1. the ability to understand and share the feelings of another.

Working in a casino there is a wide range of people, attitudes and personalities that are there everyday. From the employees to customers. I can’t find the origin of the saying “don’t just another man until you have walked a mile in his shoes” but it’s a saying most of us forget. In this gaming environment as with most of society it is something that everyone could take a deep breathe and have some empathy for our fellow human beings.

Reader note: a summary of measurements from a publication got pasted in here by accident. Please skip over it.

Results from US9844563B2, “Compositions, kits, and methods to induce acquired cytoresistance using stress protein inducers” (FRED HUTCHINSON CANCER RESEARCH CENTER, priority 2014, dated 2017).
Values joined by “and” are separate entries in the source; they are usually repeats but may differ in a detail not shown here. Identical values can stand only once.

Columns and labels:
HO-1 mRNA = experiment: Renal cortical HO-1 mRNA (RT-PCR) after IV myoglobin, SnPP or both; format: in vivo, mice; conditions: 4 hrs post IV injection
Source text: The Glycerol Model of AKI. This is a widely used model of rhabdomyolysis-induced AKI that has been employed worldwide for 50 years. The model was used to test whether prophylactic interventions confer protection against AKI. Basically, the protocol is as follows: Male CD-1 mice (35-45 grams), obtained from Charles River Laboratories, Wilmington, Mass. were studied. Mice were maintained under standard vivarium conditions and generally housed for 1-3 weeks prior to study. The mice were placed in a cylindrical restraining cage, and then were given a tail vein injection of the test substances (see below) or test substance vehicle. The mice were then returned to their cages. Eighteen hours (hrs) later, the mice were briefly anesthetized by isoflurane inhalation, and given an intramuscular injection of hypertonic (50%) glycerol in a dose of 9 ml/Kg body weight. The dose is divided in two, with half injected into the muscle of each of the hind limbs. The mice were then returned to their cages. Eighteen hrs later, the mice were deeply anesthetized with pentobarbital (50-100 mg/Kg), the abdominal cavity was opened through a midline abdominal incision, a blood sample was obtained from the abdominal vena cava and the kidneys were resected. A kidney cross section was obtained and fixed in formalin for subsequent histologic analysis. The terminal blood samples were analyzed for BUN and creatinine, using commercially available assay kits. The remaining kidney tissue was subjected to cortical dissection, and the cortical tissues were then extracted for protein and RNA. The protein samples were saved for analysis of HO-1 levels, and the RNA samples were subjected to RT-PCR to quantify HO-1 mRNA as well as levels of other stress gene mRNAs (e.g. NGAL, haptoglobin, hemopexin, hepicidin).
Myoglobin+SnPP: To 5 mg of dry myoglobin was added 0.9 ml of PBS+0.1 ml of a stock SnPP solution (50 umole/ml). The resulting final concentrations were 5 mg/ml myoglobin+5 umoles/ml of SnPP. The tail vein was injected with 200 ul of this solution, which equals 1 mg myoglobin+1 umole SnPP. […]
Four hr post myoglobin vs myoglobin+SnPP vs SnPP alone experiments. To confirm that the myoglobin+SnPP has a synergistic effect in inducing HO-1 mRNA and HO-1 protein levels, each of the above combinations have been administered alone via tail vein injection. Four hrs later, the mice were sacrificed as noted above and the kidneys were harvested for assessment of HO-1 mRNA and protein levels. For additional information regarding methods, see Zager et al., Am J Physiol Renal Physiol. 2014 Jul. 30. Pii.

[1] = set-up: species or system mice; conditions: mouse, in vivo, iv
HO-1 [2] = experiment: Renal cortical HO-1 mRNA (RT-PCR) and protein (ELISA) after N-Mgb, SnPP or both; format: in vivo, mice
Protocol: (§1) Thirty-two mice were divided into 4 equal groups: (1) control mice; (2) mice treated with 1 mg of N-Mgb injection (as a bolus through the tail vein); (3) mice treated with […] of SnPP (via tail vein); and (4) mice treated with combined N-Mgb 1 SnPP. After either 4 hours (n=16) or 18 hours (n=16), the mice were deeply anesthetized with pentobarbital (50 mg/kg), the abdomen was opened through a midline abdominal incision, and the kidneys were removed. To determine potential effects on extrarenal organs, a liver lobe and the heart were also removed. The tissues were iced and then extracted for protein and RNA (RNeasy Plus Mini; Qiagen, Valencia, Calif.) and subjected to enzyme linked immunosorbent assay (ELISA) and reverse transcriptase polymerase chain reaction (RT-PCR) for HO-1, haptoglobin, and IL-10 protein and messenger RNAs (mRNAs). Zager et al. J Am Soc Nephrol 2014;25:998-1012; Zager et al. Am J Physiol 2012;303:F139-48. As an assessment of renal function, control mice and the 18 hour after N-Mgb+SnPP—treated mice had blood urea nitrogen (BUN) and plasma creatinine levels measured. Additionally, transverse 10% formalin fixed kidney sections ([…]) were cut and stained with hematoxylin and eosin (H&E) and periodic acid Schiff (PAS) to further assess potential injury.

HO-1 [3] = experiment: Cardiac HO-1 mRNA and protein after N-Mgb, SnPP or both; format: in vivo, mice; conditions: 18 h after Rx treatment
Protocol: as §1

These are a couple videos that stress “would you treat someone different if you only knew?” what was going on in their lives. They are pretty powerful videos and even if you see them we are creatures of impulse and really don’t take the time to look into the soul of another person instead judging to quickly. I am guilty from time to time and have taken great strides not to judge people right away. Even if someone comes to my table and starts bitching and complaining. I try and be polite, maybe overly nice sometimes just to see if someone treated them with respect and courtesy will it change their attitude? Sometimes it does and sometimes it doesn’t but at least I tried.  I see this quite a bit out of players at my tables as well, someone will play their cards the way they want to and someone else will take offense(because they got beat). I’ve talked about this extensively about not tapping the tank and scaring away the fish. This time I will talk about why you shouldn’t judge their play on a psychological level. What are you gaining by chastising another player? Does it make you feel better? Does it get your money back? What does everyone else at the table think of YOU? Poker players have the freedom to do whatever they want with their money, and the biggest difference in this gamble is the house has no financial interest in the game. Someone will LOSE every hand and someone will WIN every hand. Money is the root of all evil and if you lose money it hurts if you win money it makes you feel good. So every hand someone is hurt and someone is happy. So why would you be mad at the other player? They are there for the same reason most people are to PLAY poker. They take their hard earned money to come and enjoy themselves, who are you to judge them? Have you walked a mile in their shoes and no why they play the way they play? Act the way they do? Everyone has problems in their lives, some bigger than others. Watching these videos you see people walking around everyday and have no idea what is going on. They could be hurting and who are you to judge the way they play and attack them personally?